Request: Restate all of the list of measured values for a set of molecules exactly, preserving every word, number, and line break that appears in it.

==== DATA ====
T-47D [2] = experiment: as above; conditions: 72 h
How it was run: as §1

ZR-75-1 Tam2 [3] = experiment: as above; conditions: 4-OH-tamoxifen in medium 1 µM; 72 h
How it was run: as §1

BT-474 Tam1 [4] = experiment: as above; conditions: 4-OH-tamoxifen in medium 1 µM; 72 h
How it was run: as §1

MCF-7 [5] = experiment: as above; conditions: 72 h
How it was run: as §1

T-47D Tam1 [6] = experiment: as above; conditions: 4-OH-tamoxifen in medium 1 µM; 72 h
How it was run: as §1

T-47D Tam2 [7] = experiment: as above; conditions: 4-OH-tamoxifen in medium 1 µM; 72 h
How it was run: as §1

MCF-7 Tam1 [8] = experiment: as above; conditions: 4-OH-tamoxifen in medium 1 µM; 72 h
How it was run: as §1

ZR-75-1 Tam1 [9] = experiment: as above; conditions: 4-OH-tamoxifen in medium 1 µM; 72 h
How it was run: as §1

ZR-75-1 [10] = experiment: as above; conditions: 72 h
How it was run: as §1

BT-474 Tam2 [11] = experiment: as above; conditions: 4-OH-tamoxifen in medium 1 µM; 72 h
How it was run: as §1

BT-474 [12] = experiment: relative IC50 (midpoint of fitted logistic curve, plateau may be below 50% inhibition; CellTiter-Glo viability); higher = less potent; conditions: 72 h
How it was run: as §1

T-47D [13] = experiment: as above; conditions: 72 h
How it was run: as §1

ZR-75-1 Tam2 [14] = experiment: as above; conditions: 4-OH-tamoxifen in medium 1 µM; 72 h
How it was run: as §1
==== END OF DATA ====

T-47D [2] = experiment: as above; conditions: 72 h
How it was run: as §1

ZR-75-1 Tam2 [3] = experiment: as above; conditions: 4-OH-tamoxifen in medium 1 µM; 72 h
How it was run: as §1

BT-474 Tam1 [4] = experiment: as above; conditions: 4-OH-tamoxifen in medium 1 µM; 72 h
How it was run: as §1

MCF-7 [5] = experiment: as above; conditions: 72 h
How it was run: as §1

T-47D Tam1 [6] = experiment: as above; conditions: 4-OH-tamoxifen in medium 1 µM; 72 h
How it was run: as §1

T-47D Tam2 [7] = experiment: as above; conditions: 4-OH-tamoxifen in medium 1 µM; 72 h
How it was run: as §1

MCF-7 Tam1 [8] = experiment: as above; conditions: 4-OH-tamoxifen in medium 1 µM; 72 h
How it was run: as §1

ZR-75-1 Tam1 [9] = experiment: as above; conditions: 4-OH-tamoxifen in medium 1 µM; 72 h
How it was run: as §1

ZR-75-1 [10] = experiment: as above; conditions: 72 h
How it was run: as §1

BT-474 Tam2 [11] = experiment: as above; conditions: 4-OH-tamoxifen in medium 1 µM; 72 h
How it was run: as §1

BT-474 [12] = experiment: relative IC50 (midpoint of fitted logistic curve, plateau may be below 50% inhibition; CellTiter-Glo viability); higher = less potent; conditions: 72 h
How it was run: as §1

T-47D [13] = experiment: as above; conditions: 72 h
How it was run: as §1

ZR-75-1 Tam2 [14] = experiment: as above; conditions: 4-OH-tamoxifen in medium 1 µM; 72 h
How it was run: as §1